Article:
For most athletes, enshrinement in their sport's Hall of Fame represents the pinnacle of achievement. There is not a more finite way to cement a legacy than to have your name put along with the greatest who ever played the game.
But true greatness can mean many things.
To the Professional Football Hall of Fame, greatness means being the elite-of-the-elite, a player who could run, pass, tackle, and block better than anyone. It includes the people behind the scenes who built the NFL and its member clubs into the largest sports empire in world.
As in any walk of life, those talented individuals consist of men of noble character, Grade A scumbags (looking at you, Juice), and a majority who fall somewhere in between.
In other words, the Hall has all types, but what it doesn’t contain is a bronze bust for Pat Tillman. Yet.
This month marks the 10th anniversary of Pat’s tragic death, in which he fell due to friendly fire in Afghanistan. Along with the well deserved remembrances and retrospectives on his life, there has also been a growing discussion of inducting Pat into pro football's most sacred ground.
Pat is already a 2010 inductee of the College Football Hall of Fame. His hellmaking play at linebacker made him an instant local icon as he helped ASU to a Pac-10 title and a conference Defensive Player of the Year award (an honor that now bears his name) during his career.
As a pro, Pat fell well short of the current Hall of Fame standards, and for obvious reasons.
The story of how he turned down a three-year, $3.6-million contract offer from the Arizona Cardinals to enlist with the Army Rangers following the 9/11 attacks is the stuff of modern day legend. An incredible gesture, certainly, and one that few of us, if any, could possibly make. But that's not enough to get him in.
Pat's time as a veteran of both the NFL and the armed forces is not unique among pro players. More than 1,000 men who have played, coached, or done front office work in the NFL have also served in the military. Hall of Famer players Sid Luckman, Chuck Bednarik, Roger Staubach, in paticular, all served on active duty during wartime. The story of Rocky Bleier, wounded in Vietnam before resuming a successful career, is a true inspiration. Again, this aspect is not by itself a compelling argument for induction.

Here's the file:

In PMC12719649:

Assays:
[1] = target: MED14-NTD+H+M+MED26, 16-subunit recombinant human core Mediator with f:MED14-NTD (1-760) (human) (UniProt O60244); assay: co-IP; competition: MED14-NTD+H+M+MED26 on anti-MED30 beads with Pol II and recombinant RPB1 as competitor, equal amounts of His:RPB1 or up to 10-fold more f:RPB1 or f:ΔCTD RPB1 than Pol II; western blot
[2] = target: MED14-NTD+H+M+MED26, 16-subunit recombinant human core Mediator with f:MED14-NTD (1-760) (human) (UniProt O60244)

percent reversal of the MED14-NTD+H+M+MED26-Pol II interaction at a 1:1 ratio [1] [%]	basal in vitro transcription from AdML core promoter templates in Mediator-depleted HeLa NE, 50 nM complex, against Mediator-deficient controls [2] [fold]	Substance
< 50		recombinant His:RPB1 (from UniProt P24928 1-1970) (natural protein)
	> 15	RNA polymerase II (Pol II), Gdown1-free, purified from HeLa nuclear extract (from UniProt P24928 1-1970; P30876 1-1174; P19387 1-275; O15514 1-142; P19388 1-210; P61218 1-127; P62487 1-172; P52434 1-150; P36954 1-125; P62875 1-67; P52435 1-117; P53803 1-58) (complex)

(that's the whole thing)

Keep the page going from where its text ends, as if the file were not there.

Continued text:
But it is the totality of what Pat Tillman did and who he was that makes a convincing case. As a player, Pat was always greater than the sum of his parts, and so he was off the field. That combination of character, talent, determination, and honor is what sets him apart from anyone else.
If anyone deserves to have prior standards cast aside and be recognized with the true legends of football, it's Pat Tillman.
Seeing Pat’s bronze bust in Canton would be nothing short of remarkable. It would prove that true greatness cannot be measured by statistics or highlight reels, and that Canton is a place for all heroes who buckled up the chinstrap.
Yet if the powers that be decide that on-field production shall remain the benchmark for former players and Pat remains left out, that's fine. It really is.
Pat Tillman is one of the rare player whose impact as is not validated by the exploits he displayed on the field. His legacy is made of sterner stuff.
It comes in the efforts of the Pat Tillman Foundation, whose continuing work helps to build a new class of leaders through their military scholarship program.
It comes in the strides of thousands of runners who take to the Tempe streets every April for Pat’s Run.
It comes in the form of the camouflage practice jersey that now stands as the definitive validation of a current Sun Devil player as a student, athlete, and contributor to the community .
Most importantly, it lives on in the example set forth by that remarkable young man. On the field, in the classroom, and in the community, Pat lived his life to a different standard with a one-of-a-kind perspective. Pat Tillman inspired then, inspires now, and will continue to inspire people for generations to come. What better legacy can anyone hope to leave behind?
We here in Arizona, and especially those of use close to Arizona State University, see Pat in a far more personal and intimate way than the rest of the world. PT42 just means that much more to us, and it is only natural that we want to see the man and his legacy exalted in the same manner everywhere as he is here in Sun Devil Nation.
However, he won’t be, and that’s OK. That doesn't diminish anything one iota.
As long as there are people who strive to live a life to the Tillman ideal, there can be no higher honor.